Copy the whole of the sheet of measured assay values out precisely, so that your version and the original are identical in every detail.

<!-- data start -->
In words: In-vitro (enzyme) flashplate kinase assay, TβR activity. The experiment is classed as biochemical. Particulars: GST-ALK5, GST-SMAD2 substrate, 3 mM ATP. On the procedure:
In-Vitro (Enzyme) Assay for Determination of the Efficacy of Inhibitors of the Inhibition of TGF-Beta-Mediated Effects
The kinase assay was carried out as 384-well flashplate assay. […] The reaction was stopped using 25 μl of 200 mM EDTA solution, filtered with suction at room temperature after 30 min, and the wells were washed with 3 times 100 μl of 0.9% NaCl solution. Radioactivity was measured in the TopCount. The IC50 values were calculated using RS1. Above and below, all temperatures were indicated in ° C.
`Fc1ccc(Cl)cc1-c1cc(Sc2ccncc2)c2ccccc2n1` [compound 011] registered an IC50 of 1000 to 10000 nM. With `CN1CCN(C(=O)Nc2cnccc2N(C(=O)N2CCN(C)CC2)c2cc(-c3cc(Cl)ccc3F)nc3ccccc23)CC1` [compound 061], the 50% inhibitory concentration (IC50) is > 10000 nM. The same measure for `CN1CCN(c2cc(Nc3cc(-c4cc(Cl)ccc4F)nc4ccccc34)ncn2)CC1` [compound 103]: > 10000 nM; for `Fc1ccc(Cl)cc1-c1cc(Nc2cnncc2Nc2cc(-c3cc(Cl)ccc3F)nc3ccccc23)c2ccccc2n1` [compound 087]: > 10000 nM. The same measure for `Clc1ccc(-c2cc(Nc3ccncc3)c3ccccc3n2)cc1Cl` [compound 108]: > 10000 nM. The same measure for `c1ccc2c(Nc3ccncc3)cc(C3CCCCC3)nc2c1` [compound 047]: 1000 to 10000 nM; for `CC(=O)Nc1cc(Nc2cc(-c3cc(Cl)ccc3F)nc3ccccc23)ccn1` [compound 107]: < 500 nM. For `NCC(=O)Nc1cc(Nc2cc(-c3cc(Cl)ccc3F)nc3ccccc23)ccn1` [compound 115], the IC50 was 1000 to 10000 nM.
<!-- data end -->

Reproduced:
In words: In-vitro (enzyme) flashplate kinase assay, TβR activity. The experiment is classed as biochemical. Particulars: GST-ALK5, GST-SMAD2 substrate, 3 mM ATP. On the procedure:
In-Vitro (Enzyme) Assay for Determination of the Efficacy of Inhibitors of the Inhibition of TGF-Beta-Mediated Effects
The kinase assay was carried out as 384-well flashplate assay. […] The reaction was stopped using 25 μl of 200 mM EDTA solution, filtered with suction at room temperature after 30 min, and the wells were washed with 3 times 100 μl of 0.9% NaCl solution. Radioactivity was measured in the TopCount. The IC50 values were calculated using RS1. Above and below, all temperatures were indicated in ° C.
`Fc1ccc(Cl)cc1-c1cc(Sc2ccncc2)c2ccccc2n1` [compound 011] registered an IC50 of 1000 to 10000 nM. With `CN1CCN(C(=O)Nc2cnccc2N(C(=O)N2CCN(C)CC2)c2cc(-c3cc(Cl)ccc3F)nc3ccccc23)CC1` [compound 061], the 50% inhibitory concentration (IC50) is > 10000 nM. The same measure for `CN1CCN(c2cc(Nc3cc(-c4cc(Cl)ccc4F)nc4ccccc34)ncn2)CC1` [compound 103]: > 10000 nM; for `Fc1ccc(Cl)cc1-c1cc(Nc2cnncc2Nc2cc(-c3cc(Cl)ccc3F)nc3ccccc23)c2ccccc2n1` [compound 087]: > 10000 nM. The same measure for `Clc1ccc(-c2cc(Nc3ccncc3)c3ccccc3n2)cc1Cl` [compound 108]: > 10000 nM. The same measure for `c1ccc2c(Nc3ccncc3)cc(C3CCCCC3)nc2c1` [compound 047]: 1000 to 10000 nM; for `CC(=O)Nc1cc(Nc2cc(-c3cc(Cl)ccc3F)nc3ccccc23)ccn1` [compound 107]: < 500 nM. For `NCC(=O)Nc1cc(Nc2cc(-c3cc(Cl)ccc3F)nc3ccccc23)ccn1` [compound 115], the IC50 was 1000 to 10000 nM.